A report showing the manufacturing sector weathered the impact of hurricanes Katrina and Rita in September surprisingly well could have been reason to cheer. But if there was any cheering, it was from those betting against stocks and bonds. The Institute for Supply Management's manufacturing survey fueled mounting concerns about inflation, and supported the case that the Federal Reserve will again hike rates at its next meeting in November. The ISM said its manufacturing index jumped to 59.4 in September from 53.6 in August. That was well above expectations for the index to dip to 52.0. But markets focused on a key gauge of inflationary pressures inside the ISM report: The survey's prices paid index skyrocketed to 78 from 62.5. "While energy prices and the impact from Hurricane Katrina are major concerns, the manufacturing sector has regained significant momentum," said Norbert Ore, chairman of the ISM business survey committee. Firms indicated they had boosted orders and production on expectations that materials may become scarce because of Katrina-related disruptions. They also expect business activity to pick up as part of the post-hurricane reconstruction. The economic resilience could have been enough to convince the Fed to continue lifting rates by itself; in conjunction with the prices paid index, it almost certainly will. In part in reaction to the ISM data, the Dow Jones Industrial Average was recently down 0.3%, at 10,537. The S&P 500 was down 0.2% at 1226.51. Merger news and a dip in crude -- oil was recently down 48 cents at $65.75 on Nymex -- helped prevent wider losses. The Nasdaq Composite was recently up 0.2%, at 2156.13. Besides lower oil, the tech-heavy index remained supported by news that Symantec ( SYMC) said it will acquire information technology company BindView ( BVEW) for $209 million. Also, Google ( GOOG) was higher on word that it plans a collaboration with Sun Microsystems ( SUNW), which was recently up 7% in heavy volume on the news.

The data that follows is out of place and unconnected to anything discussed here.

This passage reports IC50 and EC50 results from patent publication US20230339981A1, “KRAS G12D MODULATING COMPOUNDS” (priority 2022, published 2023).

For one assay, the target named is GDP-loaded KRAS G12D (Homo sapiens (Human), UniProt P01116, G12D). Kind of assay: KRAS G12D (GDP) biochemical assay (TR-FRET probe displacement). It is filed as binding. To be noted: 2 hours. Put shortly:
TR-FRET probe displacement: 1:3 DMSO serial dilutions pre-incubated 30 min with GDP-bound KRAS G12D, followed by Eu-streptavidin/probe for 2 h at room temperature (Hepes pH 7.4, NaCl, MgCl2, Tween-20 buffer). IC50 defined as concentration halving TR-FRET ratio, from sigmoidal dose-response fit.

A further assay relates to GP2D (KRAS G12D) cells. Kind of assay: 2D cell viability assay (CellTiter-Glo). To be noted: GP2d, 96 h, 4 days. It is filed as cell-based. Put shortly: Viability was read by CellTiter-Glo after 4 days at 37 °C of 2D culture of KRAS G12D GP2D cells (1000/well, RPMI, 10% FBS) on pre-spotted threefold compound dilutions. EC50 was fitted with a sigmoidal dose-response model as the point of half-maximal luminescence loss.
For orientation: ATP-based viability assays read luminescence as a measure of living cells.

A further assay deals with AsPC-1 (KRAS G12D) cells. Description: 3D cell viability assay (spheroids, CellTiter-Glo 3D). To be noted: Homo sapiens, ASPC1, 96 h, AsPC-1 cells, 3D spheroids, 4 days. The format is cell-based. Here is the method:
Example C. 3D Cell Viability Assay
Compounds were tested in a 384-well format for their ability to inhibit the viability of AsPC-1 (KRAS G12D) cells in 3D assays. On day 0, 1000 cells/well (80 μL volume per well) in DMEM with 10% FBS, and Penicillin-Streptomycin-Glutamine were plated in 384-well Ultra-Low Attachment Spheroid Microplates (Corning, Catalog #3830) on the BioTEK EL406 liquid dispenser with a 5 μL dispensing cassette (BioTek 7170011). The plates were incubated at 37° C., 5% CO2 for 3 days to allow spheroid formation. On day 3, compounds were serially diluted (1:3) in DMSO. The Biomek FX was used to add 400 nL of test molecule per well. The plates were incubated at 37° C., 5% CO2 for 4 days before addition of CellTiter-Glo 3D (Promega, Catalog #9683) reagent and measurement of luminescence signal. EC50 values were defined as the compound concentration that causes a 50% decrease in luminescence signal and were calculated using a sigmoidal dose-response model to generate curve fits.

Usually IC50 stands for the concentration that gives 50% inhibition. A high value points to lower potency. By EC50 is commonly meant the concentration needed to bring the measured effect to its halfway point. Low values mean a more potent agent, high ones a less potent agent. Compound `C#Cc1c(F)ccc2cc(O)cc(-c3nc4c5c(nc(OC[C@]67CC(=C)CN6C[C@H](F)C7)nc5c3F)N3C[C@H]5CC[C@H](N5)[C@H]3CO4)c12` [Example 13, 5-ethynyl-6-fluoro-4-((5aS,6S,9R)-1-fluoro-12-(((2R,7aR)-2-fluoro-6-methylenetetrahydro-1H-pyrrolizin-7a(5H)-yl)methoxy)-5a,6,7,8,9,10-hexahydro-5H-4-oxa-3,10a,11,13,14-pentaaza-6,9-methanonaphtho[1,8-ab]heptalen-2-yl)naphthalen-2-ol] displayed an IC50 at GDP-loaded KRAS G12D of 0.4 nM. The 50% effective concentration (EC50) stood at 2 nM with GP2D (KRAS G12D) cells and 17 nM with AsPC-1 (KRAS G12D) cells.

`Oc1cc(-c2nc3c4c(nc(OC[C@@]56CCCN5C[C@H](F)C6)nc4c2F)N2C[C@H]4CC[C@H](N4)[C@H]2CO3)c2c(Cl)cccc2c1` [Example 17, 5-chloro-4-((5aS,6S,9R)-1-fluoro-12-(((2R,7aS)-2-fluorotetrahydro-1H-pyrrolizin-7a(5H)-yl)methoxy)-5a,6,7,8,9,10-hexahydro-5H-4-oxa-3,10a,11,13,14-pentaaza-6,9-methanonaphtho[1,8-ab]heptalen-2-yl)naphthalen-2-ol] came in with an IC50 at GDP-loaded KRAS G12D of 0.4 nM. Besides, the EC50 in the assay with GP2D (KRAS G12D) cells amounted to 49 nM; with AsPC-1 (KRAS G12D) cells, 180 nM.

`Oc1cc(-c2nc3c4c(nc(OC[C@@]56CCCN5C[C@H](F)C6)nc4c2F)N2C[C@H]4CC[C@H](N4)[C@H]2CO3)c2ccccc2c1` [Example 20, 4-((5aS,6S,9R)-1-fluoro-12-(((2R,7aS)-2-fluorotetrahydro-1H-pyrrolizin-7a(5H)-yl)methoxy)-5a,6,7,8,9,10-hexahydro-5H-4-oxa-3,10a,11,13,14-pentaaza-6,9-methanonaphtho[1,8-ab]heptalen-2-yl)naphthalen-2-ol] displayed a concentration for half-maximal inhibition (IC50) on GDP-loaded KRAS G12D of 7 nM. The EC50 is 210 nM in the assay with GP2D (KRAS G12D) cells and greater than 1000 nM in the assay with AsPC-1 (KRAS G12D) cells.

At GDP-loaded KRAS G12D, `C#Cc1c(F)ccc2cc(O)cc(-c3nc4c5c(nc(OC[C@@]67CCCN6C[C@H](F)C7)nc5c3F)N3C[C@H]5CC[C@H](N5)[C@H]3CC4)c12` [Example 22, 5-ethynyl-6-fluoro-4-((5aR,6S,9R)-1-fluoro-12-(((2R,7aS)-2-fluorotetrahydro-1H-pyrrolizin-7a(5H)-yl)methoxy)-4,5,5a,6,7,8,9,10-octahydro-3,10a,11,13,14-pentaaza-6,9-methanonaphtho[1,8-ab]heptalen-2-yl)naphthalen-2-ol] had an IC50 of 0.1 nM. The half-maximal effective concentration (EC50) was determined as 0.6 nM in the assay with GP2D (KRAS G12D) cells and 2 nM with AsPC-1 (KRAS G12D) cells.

The benchmark 10-year Treasury bond fell 13/32 in price, while its yield, which moves inversely and reflects market expectations of inflation, rose to 4.38%. The price of gold, however, was recently down $3.70 at $470.60 an ounce as the dollar rose on expectations of more Fed rate hikes. The ISM report "gives a green light for the Fed to continue to tighten on Nov. 1 and that any Fed pause will tend to happen later rather than sooner," says Michael Gregory, interest-rate strategist at BMO Nesbitt Burns. Because of the relatively low manufacturing activity in the Gulf Coast, the region hit by Katrina, the ISM survey gives a "cleaner picture on underlying economic activity" than other reports, such as Friday's employment report, he says. Despite a big increase in energy prices over the past year, headline inflation measures have remained relatively contained, convincing many that the Fed would perceive risks of an economic slowdown, or even a recession, as outweighing inflation risks. "But the latest
hurricane-related energy spike has served as somewhat of a trigger which rattled people's expectations of inflation, and we're seeing this in firms feeling more comfortable in adding energy surcharges," Gregory says. All that is confirming the clear signals from Fed officials last week that the central bank was firmly keeping inflation within its cross-hairs. There are other key reasons for higher inflation expectations, such as the huge government spending (which could be as high as $200 billion) expected to rebuild post-hurricane devastation in southeastern states. Building materials will be in high demand, the larger federal deficit will pressure the dollar and upward pressure on rates can be expected from more supply of government debt. According to Gregory, the yield of the benchmark 10-year note is now poised to break above 4.40%, a level last touched on Aug. 10, which would "put it on a fast track to 4.60%," its March high. The yield can then be expected to incrementally rise to 4.70% to 4.75%, he says, levels it hasn't reached since the Fed began raising rates in June 2004.